Since the late 1800s, women have repeatedly proven their fitness for competitive sport...simply by playing the game. Any game. Off court and on; despite all opposition. A literary first, A Whole Other Ball Game deals with all aspects of women's competitive sports, from the thrill of winning before hometown fans to the interpersonal dynamics on a team. This engaging collection of short stories, poems, and novel excerpts tells the exciting story of women's sports from the sportswoman's own point of view.
Joli Sandoz has played, coached, and written about competitive athletics since her first plunge from the starting blocks in 1961. Her sporting credits include working as the first woman track coach at Harvard. She teaches American Studies at The Evergreen State College in Olympia, Washington.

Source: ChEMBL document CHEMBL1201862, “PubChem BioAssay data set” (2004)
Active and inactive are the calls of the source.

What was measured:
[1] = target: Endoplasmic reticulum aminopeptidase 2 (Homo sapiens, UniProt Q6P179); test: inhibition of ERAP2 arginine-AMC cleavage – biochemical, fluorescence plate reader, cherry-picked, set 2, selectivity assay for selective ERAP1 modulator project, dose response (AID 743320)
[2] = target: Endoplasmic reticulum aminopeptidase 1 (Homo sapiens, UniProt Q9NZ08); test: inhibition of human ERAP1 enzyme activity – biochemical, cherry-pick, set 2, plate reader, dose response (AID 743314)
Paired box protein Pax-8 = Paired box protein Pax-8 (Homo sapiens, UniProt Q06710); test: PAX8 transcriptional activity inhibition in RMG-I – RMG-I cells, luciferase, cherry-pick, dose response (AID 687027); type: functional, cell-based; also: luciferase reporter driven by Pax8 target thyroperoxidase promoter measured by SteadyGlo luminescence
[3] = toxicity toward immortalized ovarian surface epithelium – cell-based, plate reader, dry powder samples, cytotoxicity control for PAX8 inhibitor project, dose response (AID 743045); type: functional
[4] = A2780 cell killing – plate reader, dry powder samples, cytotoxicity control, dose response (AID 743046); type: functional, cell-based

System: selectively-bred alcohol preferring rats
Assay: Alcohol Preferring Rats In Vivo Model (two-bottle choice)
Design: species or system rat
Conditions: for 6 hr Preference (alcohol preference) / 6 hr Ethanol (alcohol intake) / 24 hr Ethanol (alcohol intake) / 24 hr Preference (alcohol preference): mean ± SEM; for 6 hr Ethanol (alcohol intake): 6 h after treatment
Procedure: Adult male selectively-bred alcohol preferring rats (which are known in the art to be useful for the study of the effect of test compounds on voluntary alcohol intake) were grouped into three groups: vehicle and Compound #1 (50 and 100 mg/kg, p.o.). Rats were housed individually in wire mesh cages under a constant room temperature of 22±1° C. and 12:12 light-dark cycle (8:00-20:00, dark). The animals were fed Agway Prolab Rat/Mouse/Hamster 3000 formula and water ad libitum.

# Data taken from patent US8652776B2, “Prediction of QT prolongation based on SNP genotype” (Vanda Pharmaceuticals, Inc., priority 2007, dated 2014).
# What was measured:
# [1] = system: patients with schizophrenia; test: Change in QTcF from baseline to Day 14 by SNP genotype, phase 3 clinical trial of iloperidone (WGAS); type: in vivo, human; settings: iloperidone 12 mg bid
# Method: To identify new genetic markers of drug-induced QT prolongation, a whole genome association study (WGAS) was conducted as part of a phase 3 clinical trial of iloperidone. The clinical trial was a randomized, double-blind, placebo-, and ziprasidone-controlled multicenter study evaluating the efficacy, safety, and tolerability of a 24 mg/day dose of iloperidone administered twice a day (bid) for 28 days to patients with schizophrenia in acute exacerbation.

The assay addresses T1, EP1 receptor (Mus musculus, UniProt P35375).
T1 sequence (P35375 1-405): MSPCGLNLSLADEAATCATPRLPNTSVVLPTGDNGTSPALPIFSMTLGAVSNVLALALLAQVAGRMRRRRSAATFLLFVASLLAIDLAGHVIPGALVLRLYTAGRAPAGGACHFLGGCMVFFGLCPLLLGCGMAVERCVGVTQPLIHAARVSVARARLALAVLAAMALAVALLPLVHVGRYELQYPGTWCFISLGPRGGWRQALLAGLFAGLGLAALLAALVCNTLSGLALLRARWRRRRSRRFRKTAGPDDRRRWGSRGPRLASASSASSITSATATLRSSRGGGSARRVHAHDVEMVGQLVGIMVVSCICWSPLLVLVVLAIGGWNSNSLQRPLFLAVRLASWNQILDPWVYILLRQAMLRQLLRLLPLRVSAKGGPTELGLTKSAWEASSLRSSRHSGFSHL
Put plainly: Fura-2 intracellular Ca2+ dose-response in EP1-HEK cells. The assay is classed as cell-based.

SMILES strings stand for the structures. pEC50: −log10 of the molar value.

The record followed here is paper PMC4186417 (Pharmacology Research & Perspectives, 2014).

American women, editor Sandoz observes, have long had a "fierce love of sport": In 1866, Vassar College already fielded two women's baseball teams. That love, based on the evidence of these mostly contemporary stories, poems, and novel excerpts, has produced some energetic, thoughtful explorations of the liberating possibilities of sport for women. Many of the pieces here deal with the struggles of womenespecially adolescentstrying to accept that competition is good, that winning is even better, and that it's possible to be both a woman and an athlete without slighting either. Stephanie Grant's story "Posting-Up" offers a tough- minded description of the manner in which her adolescent narrator discovers the exhilaration of playing basketball well and aggressively. "Scotti Scores," by Jane Gilliland, carries the idea a step further, exploring how the members of a high-school hockey team astonish themselves and their coach by cooperating to outplay a far more experienced team. Stories by Laurie Colwin, Ellen Gilchrist, Sara Maitland, and Jennifer Levin are particularly strong, as are the excerpts from novels by Carol Anshaw and Sara Vogan. Some tales suffer from seeming too programmatic, too thin and message-laden. But, overall, a useful introduction to an overlooked area in contemporary fiction and poetry.